The Ferrari World Finals event in Daytona this weekend saw the unveiling of the latest model to join the ranks of Ferrari’s international Challenge racing series.
The 488 Challenge is the sixth model to participate in the one-make series which, in 2017, marks its 25th anniversary.
The 488 Challenge is the first ever turbo-charged model to race and is the most powerful Challenge car ever, powered by the 3.9-litre V8 derived from the series production engine that took the overall 2016 International Engine of the Year Award.
As a result of revisions carried out to the car’s engine, aerodynamics and chassis, the 488 Challenge reaches new levels of performance, taking a second off the Fiorano lap time of the preceding 458 Challenge EVO for a new record of 1’15.5”.
Compared to the production 488 GTB V8, the Challenge’s powertrain features specific engine mapping, optimised for racing performance, and shorter gear ratios. The variable torque management has been modified to prompt the driver to shift up at the right moment during longitudinal acceleration. The F1 DCT transmission features a new racing shift strategy which enables the car to accelerate from a standstill to maximum revs in 4th gear in six seconds. Further improvements include a reduction in overall powertrain weight.
With regard to vehicle dynamics, Ferrari’s Slip Slip Control (SSC) software makes its first ever appearance on a Challenge car. The SSC is integrated in the vehicle electronic dynamic controls and is calibrated, along with the traction control and E-Diff3, to improve turn-in, cornering and acceleration out of corners.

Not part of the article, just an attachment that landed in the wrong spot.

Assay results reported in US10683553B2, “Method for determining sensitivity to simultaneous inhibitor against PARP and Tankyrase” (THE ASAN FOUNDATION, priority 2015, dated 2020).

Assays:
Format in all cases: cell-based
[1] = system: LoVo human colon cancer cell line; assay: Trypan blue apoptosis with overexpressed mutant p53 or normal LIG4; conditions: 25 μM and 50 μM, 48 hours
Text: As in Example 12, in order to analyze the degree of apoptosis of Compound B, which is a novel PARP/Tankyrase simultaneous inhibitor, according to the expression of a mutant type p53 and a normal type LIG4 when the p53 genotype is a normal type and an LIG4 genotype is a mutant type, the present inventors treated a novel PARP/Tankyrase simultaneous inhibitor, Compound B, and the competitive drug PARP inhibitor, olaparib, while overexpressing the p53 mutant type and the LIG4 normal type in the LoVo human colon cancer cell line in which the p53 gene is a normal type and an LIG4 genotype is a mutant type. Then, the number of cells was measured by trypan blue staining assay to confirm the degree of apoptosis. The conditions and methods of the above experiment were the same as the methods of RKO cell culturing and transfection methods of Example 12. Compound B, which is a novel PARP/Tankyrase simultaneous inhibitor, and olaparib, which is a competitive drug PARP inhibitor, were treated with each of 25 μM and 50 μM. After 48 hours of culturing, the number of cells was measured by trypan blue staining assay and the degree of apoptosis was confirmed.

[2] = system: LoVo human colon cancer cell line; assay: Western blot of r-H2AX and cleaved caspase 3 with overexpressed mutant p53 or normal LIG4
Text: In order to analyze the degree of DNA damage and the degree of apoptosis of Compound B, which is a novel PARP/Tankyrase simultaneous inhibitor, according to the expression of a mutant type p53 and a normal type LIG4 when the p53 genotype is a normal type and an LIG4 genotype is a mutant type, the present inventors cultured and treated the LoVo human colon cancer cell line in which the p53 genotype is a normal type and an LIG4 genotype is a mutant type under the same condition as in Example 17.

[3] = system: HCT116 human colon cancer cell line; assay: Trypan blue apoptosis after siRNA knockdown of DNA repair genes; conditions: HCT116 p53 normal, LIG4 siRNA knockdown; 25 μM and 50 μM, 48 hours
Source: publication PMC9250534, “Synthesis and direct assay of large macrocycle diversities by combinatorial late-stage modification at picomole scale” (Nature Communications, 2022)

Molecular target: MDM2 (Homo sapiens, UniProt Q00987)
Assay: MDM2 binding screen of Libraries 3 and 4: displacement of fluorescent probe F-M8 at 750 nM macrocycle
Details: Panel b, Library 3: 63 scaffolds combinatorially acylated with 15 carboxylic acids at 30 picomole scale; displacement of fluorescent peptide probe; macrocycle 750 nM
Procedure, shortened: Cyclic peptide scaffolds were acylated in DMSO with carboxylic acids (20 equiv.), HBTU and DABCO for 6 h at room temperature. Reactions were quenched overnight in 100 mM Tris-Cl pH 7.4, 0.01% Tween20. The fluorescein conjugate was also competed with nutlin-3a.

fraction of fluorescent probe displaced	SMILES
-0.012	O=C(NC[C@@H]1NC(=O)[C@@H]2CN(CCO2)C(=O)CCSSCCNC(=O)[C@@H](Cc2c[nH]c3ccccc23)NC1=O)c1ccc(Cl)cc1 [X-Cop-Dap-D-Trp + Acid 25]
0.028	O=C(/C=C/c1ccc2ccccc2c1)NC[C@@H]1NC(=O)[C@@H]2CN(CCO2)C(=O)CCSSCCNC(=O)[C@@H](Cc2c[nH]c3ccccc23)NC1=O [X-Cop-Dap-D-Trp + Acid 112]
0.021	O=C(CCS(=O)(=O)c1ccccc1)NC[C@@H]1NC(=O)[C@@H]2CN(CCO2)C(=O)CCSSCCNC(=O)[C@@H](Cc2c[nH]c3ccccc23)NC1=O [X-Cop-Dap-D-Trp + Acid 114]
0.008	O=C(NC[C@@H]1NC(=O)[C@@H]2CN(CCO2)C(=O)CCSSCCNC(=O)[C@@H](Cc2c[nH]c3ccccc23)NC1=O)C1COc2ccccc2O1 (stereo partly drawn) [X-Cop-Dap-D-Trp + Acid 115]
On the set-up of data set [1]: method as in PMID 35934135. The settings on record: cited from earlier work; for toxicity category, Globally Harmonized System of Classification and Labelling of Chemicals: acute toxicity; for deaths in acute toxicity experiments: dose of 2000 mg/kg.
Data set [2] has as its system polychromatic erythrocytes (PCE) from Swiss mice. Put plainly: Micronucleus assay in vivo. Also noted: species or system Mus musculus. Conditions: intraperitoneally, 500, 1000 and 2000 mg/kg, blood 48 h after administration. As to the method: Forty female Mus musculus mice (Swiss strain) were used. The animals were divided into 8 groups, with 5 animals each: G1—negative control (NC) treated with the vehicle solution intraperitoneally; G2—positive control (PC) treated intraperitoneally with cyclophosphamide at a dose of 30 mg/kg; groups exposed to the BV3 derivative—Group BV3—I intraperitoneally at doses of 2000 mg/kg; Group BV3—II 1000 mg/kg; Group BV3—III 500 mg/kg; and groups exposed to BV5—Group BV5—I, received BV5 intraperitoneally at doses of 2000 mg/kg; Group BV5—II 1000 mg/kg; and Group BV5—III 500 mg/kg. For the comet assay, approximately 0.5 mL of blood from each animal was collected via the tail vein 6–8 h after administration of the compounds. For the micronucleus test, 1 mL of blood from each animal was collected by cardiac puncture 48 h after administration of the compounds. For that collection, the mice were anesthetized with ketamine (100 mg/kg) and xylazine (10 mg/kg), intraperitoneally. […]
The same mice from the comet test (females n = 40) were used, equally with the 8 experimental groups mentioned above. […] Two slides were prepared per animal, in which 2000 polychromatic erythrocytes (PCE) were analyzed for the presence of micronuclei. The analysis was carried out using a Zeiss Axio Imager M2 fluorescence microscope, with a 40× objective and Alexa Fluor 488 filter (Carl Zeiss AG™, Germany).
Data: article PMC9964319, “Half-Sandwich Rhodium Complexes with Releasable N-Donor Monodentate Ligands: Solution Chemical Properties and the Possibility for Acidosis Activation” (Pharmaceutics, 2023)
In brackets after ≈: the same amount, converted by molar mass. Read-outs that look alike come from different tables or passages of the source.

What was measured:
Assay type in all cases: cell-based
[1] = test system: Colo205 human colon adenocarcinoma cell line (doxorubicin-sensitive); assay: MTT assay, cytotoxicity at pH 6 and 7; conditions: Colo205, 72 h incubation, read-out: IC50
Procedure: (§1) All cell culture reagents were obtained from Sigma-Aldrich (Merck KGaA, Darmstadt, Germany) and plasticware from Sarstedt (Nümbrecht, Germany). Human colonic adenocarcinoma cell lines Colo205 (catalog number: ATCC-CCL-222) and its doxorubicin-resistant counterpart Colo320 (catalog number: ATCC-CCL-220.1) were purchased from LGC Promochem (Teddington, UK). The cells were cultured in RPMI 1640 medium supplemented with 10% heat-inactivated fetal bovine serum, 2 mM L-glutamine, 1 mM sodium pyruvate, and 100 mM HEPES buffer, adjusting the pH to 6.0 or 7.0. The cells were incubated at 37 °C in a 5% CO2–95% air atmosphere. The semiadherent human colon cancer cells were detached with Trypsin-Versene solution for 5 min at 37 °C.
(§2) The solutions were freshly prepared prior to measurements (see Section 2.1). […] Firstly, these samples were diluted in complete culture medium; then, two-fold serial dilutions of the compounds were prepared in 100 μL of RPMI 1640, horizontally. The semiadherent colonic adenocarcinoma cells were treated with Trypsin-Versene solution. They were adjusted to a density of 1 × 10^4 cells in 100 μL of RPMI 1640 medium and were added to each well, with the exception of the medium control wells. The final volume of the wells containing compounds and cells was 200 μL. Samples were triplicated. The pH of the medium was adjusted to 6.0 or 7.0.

To enable Challenge drivers to tailor the car’s handling to their particular driving style, the vehicle control functions, namely, traction and braking, are now governed independently owing to the adoption of three manettinos. One is dedicated just to braking, while the other two, set either side of the steering wheel, govern the traction control and electronic differential.
These two manettinos regulate the two phases of traction control, meaning they work independently on when and how the intervention activation occurs. The right-hand manettino (TC1) governs ‘when’, in other words the point of intervention under acceleration. The left-hand one (TC2) instead governs ‘how’, controlling the degree of intensity of torque reduction as it senses the rear wheels spin.
In such a race-oriented application, the combined action of the two regulations is said to provide better integration between the driver’s expectations and the vehicle’s response, especially when referred to the varying conditions met during racing. As a result the average acceleration out of a reference bend (Monza) is improved by 11.6%, owing to the better torque delivery controlled by the evolved traction control and differential.
Externally, the most noticeable design changes to the 488 Challenge compared to the production car regard the aerodynamics. To achieve the technical objective of increasing the car’s aero efficiency while respecting the design, the engineers say they worked closely with the Ferrari Styling Centre. The front radiator layout was reworked, inverting the rake so that they are now inclined towards the rear. This solution improves the air flow over the radiators in racing conditions whilst, at the same time, reducing drag. The new layout required new vents at the bottom of the bumper ahead of the wheels.
The front bumper itself has been completely redesigned with a more pronounced splitter and flicks to increase downforce and balance the rear load, for a 7% improvement in efficiency compared to the 458 Challenge EVO.
The front bonnet is all new with triple vents and integrated flaps to direct the hot airflow from the radiators rearwards. To increase stability at high speeds, the 488 Challenge features a bigger rear wing, with an air foil profile similar to that used on the 2016 FIA World Endurance Championship-winning 488 GTE, which alone increases efficiency by 9% compared to the 458 Challenge EVO.
The intakes on the rear flanks now take cooling air to the rear brakes, optimising downforce, while the engine air intakes are now positioned laterally under the rear spoiler, taking advantage of the high pressure generated in this area.